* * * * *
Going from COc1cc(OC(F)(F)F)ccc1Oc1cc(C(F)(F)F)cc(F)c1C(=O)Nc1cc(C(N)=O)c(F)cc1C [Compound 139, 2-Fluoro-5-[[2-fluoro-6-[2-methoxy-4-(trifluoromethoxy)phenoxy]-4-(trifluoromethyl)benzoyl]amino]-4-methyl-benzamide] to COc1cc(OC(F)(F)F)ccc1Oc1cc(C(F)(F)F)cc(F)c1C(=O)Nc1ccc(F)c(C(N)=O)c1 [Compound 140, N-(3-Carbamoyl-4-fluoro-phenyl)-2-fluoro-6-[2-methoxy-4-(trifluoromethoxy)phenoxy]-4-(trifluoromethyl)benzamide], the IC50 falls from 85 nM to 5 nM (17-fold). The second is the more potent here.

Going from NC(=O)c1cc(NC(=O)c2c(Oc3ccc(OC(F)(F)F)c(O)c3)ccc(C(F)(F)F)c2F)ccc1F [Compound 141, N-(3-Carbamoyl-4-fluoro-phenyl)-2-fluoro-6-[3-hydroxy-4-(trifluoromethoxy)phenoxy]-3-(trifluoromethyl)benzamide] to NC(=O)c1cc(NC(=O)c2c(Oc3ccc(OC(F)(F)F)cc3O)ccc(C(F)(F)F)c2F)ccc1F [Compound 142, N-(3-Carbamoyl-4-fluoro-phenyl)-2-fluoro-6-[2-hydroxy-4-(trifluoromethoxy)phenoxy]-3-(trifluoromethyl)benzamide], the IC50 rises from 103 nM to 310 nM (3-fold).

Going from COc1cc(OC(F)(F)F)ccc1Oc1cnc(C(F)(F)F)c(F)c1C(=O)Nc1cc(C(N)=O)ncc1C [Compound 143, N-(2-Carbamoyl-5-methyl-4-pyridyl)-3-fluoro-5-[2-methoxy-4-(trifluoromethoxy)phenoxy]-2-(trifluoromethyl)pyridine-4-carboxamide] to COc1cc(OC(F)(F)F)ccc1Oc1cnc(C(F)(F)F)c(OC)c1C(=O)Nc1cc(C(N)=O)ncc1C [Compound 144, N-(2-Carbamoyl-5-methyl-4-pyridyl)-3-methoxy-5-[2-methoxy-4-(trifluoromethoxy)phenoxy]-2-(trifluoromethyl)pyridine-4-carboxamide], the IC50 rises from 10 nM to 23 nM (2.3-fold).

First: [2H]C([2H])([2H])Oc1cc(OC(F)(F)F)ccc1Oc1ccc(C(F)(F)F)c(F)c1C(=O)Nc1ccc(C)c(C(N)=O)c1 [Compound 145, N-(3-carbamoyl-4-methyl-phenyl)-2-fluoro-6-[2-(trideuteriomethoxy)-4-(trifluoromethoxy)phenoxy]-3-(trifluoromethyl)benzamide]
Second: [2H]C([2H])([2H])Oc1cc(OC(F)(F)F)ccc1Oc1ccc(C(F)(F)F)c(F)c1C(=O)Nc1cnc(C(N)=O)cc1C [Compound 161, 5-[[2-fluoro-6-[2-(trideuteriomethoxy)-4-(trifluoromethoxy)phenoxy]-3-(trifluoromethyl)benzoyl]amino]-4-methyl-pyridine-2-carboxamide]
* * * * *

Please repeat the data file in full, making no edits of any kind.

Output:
Going from COc1cc(OC(F)(F)F)ccc1Oc1cc(C(F)(F)F)cc(F)c1C(=O)Nc1cc(C(N)=O)c(F)cc1C [Compound 139, 2-Fluoro-5-[[2-fluoro-6-[2-methoxy-4-(trifluoromethoxy)phenoxy]-4-(trifluoromethyl)benzoyl]amino]-4-methyl-benzamide] to COc1cc(OC(F)(F)F)ccc1Oc1cc(C(F)(F)F)cc(F)c1C(=O)Nc1ccc(F)c(C(N)=O)c1 [Compound 140, N-(3-Carbamoyl-4-fluoro-phenyl)-2-fluoro-6-[2-methoxy-4-(trifluoromethoxy)phenoxy]-4-(trifluoromethyl)benzamide], the IC50 falls from 85 nM to 5 nM (17-fold). The second is the more potent here.

Going from NC(=O)c1cc(NC(=O)c2c(Oc3ccc(OC(F)(F)F)c(O)c3)ccc(C(F)(F)F)c2F)ccc1F [Compound 141, N-(3-Carbamoyl-4-fluoro-phenyl)-2-fluoro-6-[3-hydroxy-4-(trifluoromethoxy)phenoxy]-3-(trifluoromethyl)benzamide] to NC(=O)c1cc(NC(=O)c2c(Oc3ccc(OC(F)(F)F)cc3O)ccc(C(F)(F)F)c2F)ccc1F [Compound 142, N-(3-Carbamoyl-4-fluoro-phenyl)-2-fluoro-6-[2-hydroxy-4-(trifluoromethoxy)phenoxy]-3-(trifluoromethyl)benzamide], the IC50 rises from 103 nM to 310 nM (3-fold).

Going from COc1cc(OC(F)(F)F)ccc1Oc1cnc(C(F)(F)F)c(F)c1C(=O)Nc1cc(C(N)=O)ncc1C [Compound 143, N-(2-Carbamoyl-5-methyl-4-pyridyl)-3-fluoro-5-[2-methoxy-4-(trifluoromethoxy)phenoxy]-2-(trifluoromethyl)pyridine-4-carboxamide] to COc1cc(OC(F)(F)F)ccc1Oc1cnc(C(F)(F)F)c(OC)c1C(=O)Nc1cc(C(N)=O)ncc1C [Compound 144, N-(2-Carbamoyl-5-methyl-4-pyridyl)-3-methoxy-5-[2-methoxy-4-(trifluoromethoxy)phenoxy]-2-(trifluoromethyl)pyridine-4-carboxamide], the IC50 rises from 10 nM to 23 nM (2.3-fold).

First: [2H]C([2H])([2H])Oc1cc(OC(F)(F)F)ccc1Oc1ccc(C(F)(F)F)c(F)c1C(=O)Nc1ccc(C)c(C(N)=O)c1 [Compound 145, N-(3-carbamoyl-4-methyl-phenyl)-2-fluoro-6-[2-(trideuteriomethoxy)-4-(trifluoromethoxy)phenoxy]-3-(trifluoromethyl)benzamide]
Second: [2H]C([2H])([2H])Oc1cc(OC(F)(F)F)ccc1Oc1ccc(C(F)(F)F)c(F)c1C(=O)Nc1cnc(C(N)=O)cc1C [Compound 161, 5-[[2-fluoro-6-[2-(trideuteriomethoxy)-4-(trifluoromethoxy)phenoxy]-3-(trifluoromethyl)benzoyl]amino]-4-methyl-pyridine-2-carboxamide]